When a mom discovers cannabis as remedy, either accidently or purposefully due to an ailment, there’s a layer of secrecy involved, due to the decades-long stigma created from misinformation on the plant.
If her child falls ill, cannabis is often the last resort when traditional Western medicine runs its course and fails. When the plant works, a whole other conversation must ensue – how do you continue to incorporate the herb into your daily life without a) going to prison; or b) having your children taken away from Child Protective Services?
To protect the mom and subject of this feature, she will be called Jane. Hence the need for this little story to be written.
Jane medicates with a CBD (cannabinoid only) vaporizer pen for acute anxiety that brings on full-blown panic attacks. Her first attack came when she was 19, while working as a server in a diner. She shared that she would be off and on SSRIs (Selective Serotonin Reuptake Inhibitors: Prozac, Celexa, etc.) for years, but replaced everything with cannabis – despite her husband’s initial complaints.
“My husband’s background and culture is more conservative, so it took him a while to get on board,” she explained. “His own health issues include anxiety, and he had heart palpitations that lasted a year. So, we learned about low-dose strains and CBD only that allowed him to stay focused at work, while helping him to relax at home.”
For a cannabis patient, in a legal state or not, finding your remedy is just half the good news. To live in the world, a cannabis patient knows his or her medicine is not welcome everywhere. Jane and hubby found that out the hard way.
Mickey Just Says NO
Recently Jane and her husband, with their small children in tow, attempted to enter Disneyland with their respective CBD vaporizer pens, honestly offering them up for inspection along with their phones and a few miscellaneous items.
With California being legal for recreation (January, 2018), and the common knowledge (she thought) that CBD-only concentrate has no THC (tetrahydrocannabinol) and, therefore, no psychoactive properties, she and her husband believed the pens were a moot point.
“Once we placed the pens in the bucket the security guard immediately started rummaging through it,” Jane explained. “I walked through the detector and he pulls out the pen and questioned us on whether it was CBD or THC.”
The fact that the gatekeeper knew the difference between the two types of concentrates is encouraging, however, the guard responded with fine print, stating that Disneyland does not allow the possession of CBD products on the property.
“He said we could forfeit the pens to them or take them back to our car,” she continued. “This guy obviously had no idea how expensive CBD is, and I nervously chuckled. Mind you, there are families in line, passing us – and my poor little girl is just staring up at us, confused.”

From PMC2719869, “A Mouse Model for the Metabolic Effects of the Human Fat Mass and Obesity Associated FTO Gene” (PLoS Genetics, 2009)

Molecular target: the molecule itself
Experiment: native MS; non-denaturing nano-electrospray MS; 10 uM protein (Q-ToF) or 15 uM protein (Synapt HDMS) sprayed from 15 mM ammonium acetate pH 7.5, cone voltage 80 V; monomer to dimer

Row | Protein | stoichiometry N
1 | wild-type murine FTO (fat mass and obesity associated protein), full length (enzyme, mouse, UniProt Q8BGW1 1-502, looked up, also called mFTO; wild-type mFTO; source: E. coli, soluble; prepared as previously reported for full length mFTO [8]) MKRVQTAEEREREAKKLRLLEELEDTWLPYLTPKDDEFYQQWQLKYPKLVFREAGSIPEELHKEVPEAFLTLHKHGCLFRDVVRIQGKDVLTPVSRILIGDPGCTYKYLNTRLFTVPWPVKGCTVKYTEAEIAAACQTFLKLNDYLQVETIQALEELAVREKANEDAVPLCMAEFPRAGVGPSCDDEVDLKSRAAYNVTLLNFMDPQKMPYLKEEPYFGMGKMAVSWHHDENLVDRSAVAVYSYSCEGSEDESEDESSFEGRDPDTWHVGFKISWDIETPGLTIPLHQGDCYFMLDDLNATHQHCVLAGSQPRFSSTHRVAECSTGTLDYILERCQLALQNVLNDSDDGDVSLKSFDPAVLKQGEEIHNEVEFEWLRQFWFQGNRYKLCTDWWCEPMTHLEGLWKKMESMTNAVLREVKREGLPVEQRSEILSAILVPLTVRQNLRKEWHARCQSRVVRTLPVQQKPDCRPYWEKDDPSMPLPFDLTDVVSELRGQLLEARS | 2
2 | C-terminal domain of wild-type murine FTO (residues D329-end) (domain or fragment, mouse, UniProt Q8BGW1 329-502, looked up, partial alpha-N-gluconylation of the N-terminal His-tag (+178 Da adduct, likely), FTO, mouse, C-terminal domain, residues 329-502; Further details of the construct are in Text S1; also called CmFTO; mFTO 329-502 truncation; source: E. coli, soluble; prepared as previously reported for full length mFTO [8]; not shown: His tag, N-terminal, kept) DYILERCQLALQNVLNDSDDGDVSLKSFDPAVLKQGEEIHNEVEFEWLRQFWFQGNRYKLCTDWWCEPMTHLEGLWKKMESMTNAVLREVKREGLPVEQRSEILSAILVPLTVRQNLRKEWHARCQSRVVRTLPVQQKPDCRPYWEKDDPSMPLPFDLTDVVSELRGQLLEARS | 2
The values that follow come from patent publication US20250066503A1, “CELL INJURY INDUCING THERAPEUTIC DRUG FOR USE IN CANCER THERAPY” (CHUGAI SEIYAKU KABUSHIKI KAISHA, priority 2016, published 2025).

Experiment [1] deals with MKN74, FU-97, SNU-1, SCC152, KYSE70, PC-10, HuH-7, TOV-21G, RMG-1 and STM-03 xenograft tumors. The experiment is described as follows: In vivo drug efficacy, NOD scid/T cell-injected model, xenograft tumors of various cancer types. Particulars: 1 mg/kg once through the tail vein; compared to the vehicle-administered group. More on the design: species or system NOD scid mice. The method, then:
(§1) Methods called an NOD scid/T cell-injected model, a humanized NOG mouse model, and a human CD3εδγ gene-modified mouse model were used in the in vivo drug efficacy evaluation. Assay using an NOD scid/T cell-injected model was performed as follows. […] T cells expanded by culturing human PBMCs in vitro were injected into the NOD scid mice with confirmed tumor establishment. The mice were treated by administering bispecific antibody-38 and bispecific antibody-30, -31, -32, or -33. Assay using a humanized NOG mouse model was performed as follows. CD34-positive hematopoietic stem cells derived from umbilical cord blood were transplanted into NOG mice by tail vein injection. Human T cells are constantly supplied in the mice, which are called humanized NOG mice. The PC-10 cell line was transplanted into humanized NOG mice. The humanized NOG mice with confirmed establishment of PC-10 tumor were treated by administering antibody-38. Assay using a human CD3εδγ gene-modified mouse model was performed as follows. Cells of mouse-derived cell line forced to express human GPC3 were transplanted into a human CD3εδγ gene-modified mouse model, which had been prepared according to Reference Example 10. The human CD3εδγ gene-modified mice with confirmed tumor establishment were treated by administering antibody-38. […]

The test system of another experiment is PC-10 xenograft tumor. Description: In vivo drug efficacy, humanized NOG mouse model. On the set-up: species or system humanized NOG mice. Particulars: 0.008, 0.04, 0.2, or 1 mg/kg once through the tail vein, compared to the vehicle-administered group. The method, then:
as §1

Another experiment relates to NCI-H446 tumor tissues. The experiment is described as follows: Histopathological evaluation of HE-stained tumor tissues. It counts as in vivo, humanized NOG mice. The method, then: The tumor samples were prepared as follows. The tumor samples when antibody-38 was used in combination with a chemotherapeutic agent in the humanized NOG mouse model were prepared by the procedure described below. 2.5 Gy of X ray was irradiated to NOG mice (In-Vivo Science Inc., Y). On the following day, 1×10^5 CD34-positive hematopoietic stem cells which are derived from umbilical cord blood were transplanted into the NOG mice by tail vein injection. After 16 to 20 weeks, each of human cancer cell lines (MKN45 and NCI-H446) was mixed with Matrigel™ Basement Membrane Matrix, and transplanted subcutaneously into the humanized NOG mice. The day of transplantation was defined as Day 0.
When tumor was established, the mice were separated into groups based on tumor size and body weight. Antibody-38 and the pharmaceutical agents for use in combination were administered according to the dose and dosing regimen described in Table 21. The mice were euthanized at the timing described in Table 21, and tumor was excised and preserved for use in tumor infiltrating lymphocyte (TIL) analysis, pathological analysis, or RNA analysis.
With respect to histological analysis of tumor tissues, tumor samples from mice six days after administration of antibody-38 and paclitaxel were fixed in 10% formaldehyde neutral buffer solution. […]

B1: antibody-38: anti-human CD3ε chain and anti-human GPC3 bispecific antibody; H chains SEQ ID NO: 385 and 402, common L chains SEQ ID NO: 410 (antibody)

In Jane’s home, children are educated on the benefits of the cannabis plant – so, her daughter didn’t understand why her parents were stopped, or why Dad had to walk their “medicine” back to the car.
“The most humiliating part of the experience was, the guard talked derogatorily to my husband – in front of our children – saying, ‘…and don’t smoke that on your way back to the car, if they catch you smoking in the parking lot, I can’t let you back in.’ To which we both exclaimed, ‘for CBD?’
Ultimately, mom and kids were allowed inside the park to wait for dad to come back from the car.
“The thing I couldn’t shake all night was the fact that we were criminalized in public, in front of our children – at the ‘happiest place on Earth,’” Jane said. “I was also praying I wouldn’t have a panic attack at Disneyland, because my meds were so far away from me in the Mickey and Friend’s parking lot!”
A letter from this writer to Disney’s Public Relations Department, regarding restrictions of non-psychoactive CBD on park property went unanswered, as did follow-up phone calls.
Under “General Rules” on Disneyland’s website, the smoking of tobacco, including “other products that produce a vapor or smoke,” are allowed in designated smoking areas, but Jane said she was keenly aware of guests smoking all over the park, where they could.
Under “Prohibited Items,” “marijuana” is clearly listed along with alcohol or “any illegal substance.” The fact that California is now legal for recreational use of cannabis; or that both California and Florida (home to Disney World) are legal for cannabis as medicine appears to be a moot point.
Jane said the irony of the incident is, her rules at home with cannabis are similar to her rules with alcohol, she prefers that her kids do not see her consuming it – even though they are responsible with their alcohol intake, and understand that cannabis is mommy and daddy’s medicine.
“We live in an affluent community, and have a designated room in our house for medicating,” she concluded. “Our medicine is kept in a secure place. Which is why the whole Disneyland ordeal was so hard to take. We are responsible parents. I know I’m an excellent mom – that’s beside the point. If I would have had a prescription of OxyContin in my purse that would have been alright. And that’s not OK by me.”
By Sharon Letts
Originally published in Weed World Magazine Issue 136